“Any time you talk about ownership and control of assets — in this case, data — that’s going to create some pretty strong opinions on all sides,” said Chiefs president Mark Donovan, who presented to owners in support of the sharing. “Think about it from the perspective of: ‘We work really hard to gather this data; we don’t want someone or some entity taking that data from us and not allowing us to use it.’”
“A few of the teams disagreed with me,” Donovan said, chuckling. “Some are going to be really focused on: ‘It’s my data; I don’t want anyone else to have it.’”
But Donovan makes a few arguments. First, the league has its own database, aggregated from events like the Super Bowl and NFL Draft, information from Electronic Arts’ Madden games, retail sales from Fanatics and apps. That is useful information for teams, the Chiefs president said.
Donovan used the example of Packers fans who attend an away game at Arrowhead Stadium. Because fans use a mobile ticket, the Chiefs know they are there. But the many messages for Chiefs events they will receive are useless.
Not only can the league direct these contacts to the Packers (presuming it’s clear from an address or other data point capture), but the league also might find, Donovan explained, that a fan bought a Patrick Mahomes jersey on Fanatics for their kid who loves the quarterback.
“That’s really valuable to us,” he said.
As the first team to go with all-mobile ticketing in 2018, the Chiefs have long been at the forefront of capturing customer data. The Giants only went all-mobile last year, when the league required it, so they are under an avalanche of customer data. As a result, the Giants have embraced the new paradigm like the Chiefs, recognizing they needed help parsing all the information they gather.
Around the NFL
2021 record: 7-10
Denver’s a proud franchise, and this six-year drought is the Broncos’ longest playoff-free stretch since the 1970s. But Russell Wilson changes everything. The nine-time Pro Bowler gives this team credence, juice, hope and a totally new culture. Quarterback play in Denver has been flat-out inept since Peyton Manning retired. That’s a long time ago. But it’s a new day in the Mile High City — and not just at the game’s most important position.
Nathaniel Hackett was a fine choice as Denver’s new head coach. While he didn’t call plays in Green Bay, Hackett showed his capability in that role during previous stops in Jacksonville and Buffalo. This is the guy who helped Blake Bortles get a three-year, $54 million extension, after all. Hackett and Wilson are poised to take this young offensive core to the next level. I’m especially enamored with Javonte Williams at running back. This tackle-breaking machine is about to break out in a major way in Year 2.
Defense wasn’t the problem under former coach Vic Fangio. In fact, last year’s unit ranked third in points allowed and eighth in yards allowed. The Broncos accumulated more edge-rushing juice in free agency (Randy Gregory) and the draft (Nik Bonitto). Also, I’m already on record predicting Patrick Surtain II will become a first-team All-Pro cornerback in the near future.
This feels like a 10-win team — at minimum.
On the final day of mandatory minicamp, all 90 Chicago Bears players wore No. 41 jerseys at practice to honor Brian Piccolo, who died 52 years ago Thursday from cancer.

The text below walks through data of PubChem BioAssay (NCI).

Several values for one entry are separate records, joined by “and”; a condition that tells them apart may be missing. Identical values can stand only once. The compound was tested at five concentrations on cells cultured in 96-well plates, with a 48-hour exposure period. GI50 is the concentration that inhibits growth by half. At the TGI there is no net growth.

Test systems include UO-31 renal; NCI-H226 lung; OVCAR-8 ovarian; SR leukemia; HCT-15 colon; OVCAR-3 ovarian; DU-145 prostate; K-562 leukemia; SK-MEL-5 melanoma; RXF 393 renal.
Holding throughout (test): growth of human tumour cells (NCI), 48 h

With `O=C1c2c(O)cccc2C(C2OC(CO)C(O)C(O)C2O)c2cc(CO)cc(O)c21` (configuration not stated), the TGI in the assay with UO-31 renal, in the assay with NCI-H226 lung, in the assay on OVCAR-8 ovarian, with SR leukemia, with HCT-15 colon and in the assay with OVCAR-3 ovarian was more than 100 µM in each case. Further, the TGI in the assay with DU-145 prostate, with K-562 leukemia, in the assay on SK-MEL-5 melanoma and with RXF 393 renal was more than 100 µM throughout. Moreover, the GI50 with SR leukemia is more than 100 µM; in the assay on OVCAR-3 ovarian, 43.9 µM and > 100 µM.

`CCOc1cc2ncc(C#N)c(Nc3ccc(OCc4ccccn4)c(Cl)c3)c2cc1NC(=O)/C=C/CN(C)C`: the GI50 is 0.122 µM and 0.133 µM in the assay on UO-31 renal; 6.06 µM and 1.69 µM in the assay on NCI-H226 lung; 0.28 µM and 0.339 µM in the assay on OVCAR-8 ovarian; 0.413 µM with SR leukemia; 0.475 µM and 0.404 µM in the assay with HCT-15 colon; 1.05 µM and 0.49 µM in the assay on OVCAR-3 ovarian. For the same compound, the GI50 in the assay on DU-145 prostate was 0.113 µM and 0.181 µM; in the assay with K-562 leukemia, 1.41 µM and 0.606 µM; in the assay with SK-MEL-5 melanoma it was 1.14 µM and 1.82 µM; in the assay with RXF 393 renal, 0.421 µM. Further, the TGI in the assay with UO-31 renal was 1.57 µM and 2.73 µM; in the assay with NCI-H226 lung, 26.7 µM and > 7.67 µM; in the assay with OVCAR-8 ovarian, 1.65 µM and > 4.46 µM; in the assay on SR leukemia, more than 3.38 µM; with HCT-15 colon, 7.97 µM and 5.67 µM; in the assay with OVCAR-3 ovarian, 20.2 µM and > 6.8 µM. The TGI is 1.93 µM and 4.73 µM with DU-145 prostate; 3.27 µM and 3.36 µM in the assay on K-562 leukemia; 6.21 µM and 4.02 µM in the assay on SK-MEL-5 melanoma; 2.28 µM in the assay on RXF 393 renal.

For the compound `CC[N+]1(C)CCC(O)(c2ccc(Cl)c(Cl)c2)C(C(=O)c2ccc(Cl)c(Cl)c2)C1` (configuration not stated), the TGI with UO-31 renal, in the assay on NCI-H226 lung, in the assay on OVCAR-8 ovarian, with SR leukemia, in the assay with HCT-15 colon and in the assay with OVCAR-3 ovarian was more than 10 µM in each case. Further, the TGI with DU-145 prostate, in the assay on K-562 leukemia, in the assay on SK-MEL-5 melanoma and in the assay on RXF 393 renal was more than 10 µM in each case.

Piccolo, who played for the Bears from 1966 to ‘69, was 26 years old at the time of his death in 1970. His close relationship with Bears Hall of Fame running back Gale Sayers was the subject of the movie “Brian’s Song,” which chronicled their friendship as the first interracial roommates in the NFL.
The Bears initially planned to honor Piccolo on the 50th anniversary of his death, but the COVID-19 pandemic eliminated offseason practices in 2020.
“Just to honor the legacy and his family of Brian Piccolo, that to me was really the main message,” coach Matt Eberflus said. “Sometimes it’s hard for people or anybody, you go back so far, and it’s hard sometimes for them to see the impact of Brian Piccolo that he had, late ‘60s there. I just think honoring his life. And I read the award to the players today and what that meant.
“He was a really good teammate and he liked to have fun with his teammates, he liked to play practical jokes on them and stuff like that. Just a real man and a real person and a Chicago Bear. So, I wanted to make sure they got that message.”
The team honors the former Bears running back yearly with the Brian Piccolo Award, which is given to one rookie and one veteran player who “best exemplifies the courage, loyalty, teamwork, dedication and sense of humor” of Piccolo. This year’s recipients were running back Khalil Herbert and linebacker Robert Quinn.
In case you missed it on Arrowhead Pride
Up until now, Mahomes has been silent on the issue, but that all changed on Thursday afternoon. He spoke on the matter for the first time at the podium following mandatory minicamp.
“I’m a little surprised,” said Mahomes. “We love Tyreek here. We’ve always loved him, and we still love him.”
Mahomes went on to say that Hill had never mentioned any of his frustrations to him — including when the two spoke face to face last month.
“I talked to him at Formula 1 in Miami in May and everything seemed fine,” claimed Mahomes.
Doing his best to keep it classy, Mahomes said that Hill was making these declarations to generate buzz around his podcast.
“I’m sure it had some to do with trying to get his podcast rolling,” he said.
When he was asked whether he thought Hill’s stats were suppressed, Mahomes defended head coach Andy Reid’s offense, saying that the way the Chiefs play football isn’t centered around any one specific player.
“Tyreek is a one-of-a-kind player,” admitted Mahomes. “But as you know, in coach Reid’s offense, it takes the whole team. This offense was rolling before I got here. This offense was rolling when I was a young Dallas Cowboys fan watching the Philidelphia Eagles beat up on the Cowboys. It’s an offense that’s more than one player, and that includes myself.